The ethics of altering your children’s brains.

Frontiers in Human Neuroscience is asking the tough questions about what… and when… we should be doing to kids’ brains with electromagnetism:

As the intervention moves away from being a treatment toward being an enhancement—and thus toward a more uncertain weighing of the benefits, risks, and costs—considerations of the child’s best interests (as judged by the parents) diminish, and the need to protect the child’s (future) autonomy looms larger. NIBS [(Non-Invasive Brain Stimulation)] for enhancement involving trade-offs should therefore be delayed, if possible, until the child reaches a state of maturity and can make an informed, personal decision. NIBS for treatment, by contrast, is permissible insofar as it can be shown to be at least as safe and effective as currently approved treatments, which are themselves justified on a best interests standard.

To frame our discussion, we draw a distinction between the use of NIBS… as a form of treatment for a recognized neurological disorder, and its use as a form of enhancement in healthy children. Although we have argued in previous work that the treatment/enhancement distinction tends to break down in the case of adults (see Earp et al., 2014), in the case of children, we suggest, it has greater normative force.

Others have argued that enhancement technologies would not undermine autonomy, insofar as they increase the options available in an individual’s choice set. For example, Bostrom (2005) claims that an enhanced child might “enjoy significantly more choice and autonomy in her life, if the modifications were such as to expand her basic capability set. Being healthy, smarter, having a wide range of talents, or possessing greater powers of self-control are blessings that tend to open more life paths than they block” (p. 212). Such an analysis tends to assume that enhancement has the overall effect of increasing objective opportunities, even if a child might experience her freedom as being constrained by parental expectations. However, as we will now discuss, in the case of brain stimulation, the assumption of “more choice” may sometimes be mistaken.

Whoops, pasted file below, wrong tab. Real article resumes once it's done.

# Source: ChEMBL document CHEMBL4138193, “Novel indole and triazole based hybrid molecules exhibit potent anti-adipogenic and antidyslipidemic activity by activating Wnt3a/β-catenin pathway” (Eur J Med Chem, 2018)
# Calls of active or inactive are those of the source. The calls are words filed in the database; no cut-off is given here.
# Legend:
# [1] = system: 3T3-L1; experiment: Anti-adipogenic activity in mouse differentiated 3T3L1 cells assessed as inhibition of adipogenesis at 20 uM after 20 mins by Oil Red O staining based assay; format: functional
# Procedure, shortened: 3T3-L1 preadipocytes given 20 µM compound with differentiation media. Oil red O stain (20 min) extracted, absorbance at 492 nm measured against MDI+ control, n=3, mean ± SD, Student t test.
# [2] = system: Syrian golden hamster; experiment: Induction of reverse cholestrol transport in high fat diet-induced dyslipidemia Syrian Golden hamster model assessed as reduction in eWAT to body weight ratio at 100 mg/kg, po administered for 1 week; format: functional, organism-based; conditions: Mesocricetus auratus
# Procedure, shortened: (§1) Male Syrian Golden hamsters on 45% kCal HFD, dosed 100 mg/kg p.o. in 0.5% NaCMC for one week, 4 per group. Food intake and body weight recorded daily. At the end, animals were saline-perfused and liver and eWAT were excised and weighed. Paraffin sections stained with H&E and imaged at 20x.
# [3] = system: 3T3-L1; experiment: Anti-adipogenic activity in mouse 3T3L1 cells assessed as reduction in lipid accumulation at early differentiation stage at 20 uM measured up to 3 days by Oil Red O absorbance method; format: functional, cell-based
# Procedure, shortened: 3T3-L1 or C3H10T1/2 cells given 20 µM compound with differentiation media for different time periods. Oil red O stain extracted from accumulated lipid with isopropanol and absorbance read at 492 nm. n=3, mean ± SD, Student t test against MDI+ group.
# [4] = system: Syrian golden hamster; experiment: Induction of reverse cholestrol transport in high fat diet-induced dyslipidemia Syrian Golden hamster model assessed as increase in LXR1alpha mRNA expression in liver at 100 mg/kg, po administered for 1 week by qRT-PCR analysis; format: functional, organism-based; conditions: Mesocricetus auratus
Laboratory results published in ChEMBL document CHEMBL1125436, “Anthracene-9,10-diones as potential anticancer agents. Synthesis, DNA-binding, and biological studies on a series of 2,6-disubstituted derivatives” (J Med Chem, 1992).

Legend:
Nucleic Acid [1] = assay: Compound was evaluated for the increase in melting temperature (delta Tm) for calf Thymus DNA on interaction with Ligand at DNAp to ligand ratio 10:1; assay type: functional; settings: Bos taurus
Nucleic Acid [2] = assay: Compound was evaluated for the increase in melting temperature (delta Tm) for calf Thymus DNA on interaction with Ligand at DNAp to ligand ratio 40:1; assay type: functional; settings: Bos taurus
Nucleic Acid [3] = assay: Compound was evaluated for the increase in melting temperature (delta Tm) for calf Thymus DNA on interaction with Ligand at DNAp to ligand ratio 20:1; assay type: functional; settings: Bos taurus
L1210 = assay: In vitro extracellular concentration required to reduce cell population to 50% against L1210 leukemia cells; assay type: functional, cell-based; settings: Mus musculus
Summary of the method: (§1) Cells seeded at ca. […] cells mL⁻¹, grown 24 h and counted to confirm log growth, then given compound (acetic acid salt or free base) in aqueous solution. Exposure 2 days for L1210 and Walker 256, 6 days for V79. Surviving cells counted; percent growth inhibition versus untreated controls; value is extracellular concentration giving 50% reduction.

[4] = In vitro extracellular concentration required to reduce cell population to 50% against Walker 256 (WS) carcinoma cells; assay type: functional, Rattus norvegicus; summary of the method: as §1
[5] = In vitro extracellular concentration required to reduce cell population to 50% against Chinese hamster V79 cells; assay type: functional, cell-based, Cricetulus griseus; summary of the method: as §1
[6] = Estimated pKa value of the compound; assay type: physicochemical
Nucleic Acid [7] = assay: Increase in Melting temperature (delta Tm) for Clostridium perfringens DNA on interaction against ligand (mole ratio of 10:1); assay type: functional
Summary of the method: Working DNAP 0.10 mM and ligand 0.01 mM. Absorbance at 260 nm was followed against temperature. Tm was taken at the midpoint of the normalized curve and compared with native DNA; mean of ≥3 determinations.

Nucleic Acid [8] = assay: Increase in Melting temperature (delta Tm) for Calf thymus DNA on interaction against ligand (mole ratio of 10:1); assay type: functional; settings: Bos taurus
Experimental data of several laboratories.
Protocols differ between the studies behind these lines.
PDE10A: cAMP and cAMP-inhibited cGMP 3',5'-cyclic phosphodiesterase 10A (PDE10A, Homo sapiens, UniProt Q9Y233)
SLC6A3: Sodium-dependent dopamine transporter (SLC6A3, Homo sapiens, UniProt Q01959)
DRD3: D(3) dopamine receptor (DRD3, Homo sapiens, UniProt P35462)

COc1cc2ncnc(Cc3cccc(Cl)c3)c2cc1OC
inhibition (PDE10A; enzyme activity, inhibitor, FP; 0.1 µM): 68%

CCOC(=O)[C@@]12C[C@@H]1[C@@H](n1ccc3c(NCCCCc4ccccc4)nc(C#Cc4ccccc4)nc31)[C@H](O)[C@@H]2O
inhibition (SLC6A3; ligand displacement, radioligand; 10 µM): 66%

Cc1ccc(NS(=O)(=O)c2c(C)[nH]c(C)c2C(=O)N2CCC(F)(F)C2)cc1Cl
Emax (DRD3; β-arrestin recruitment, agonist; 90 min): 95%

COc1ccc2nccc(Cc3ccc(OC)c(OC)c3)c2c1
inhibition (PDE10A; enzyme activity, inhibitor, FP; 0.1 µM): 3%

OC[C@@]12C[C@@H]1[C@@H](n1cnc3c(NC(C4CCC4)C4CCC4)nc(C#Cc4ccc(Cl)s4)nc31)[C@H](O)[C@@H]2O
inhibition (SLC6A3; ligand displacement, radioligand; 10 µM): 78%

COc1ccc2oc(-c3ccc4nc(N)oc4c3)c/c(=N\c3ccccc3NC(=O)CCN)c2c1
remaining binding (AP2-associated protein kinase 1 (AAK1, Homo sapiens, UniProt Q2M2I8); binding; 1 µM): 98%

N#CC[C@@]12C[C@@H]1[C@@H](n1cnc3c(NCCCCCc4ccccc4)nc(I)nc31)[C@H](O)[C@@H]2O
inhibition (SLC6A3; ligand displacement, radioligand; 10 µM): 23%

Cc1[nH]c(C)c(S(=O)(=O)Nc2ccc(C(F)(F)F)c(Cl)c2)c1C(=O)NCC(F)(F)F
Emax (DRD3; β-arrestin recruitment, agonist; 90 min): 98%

If your mom and dad made you better at solving puzzles or less subject to mood swings against your will, is that an infringement of your rights?

Tricky question.

[via Madrigal]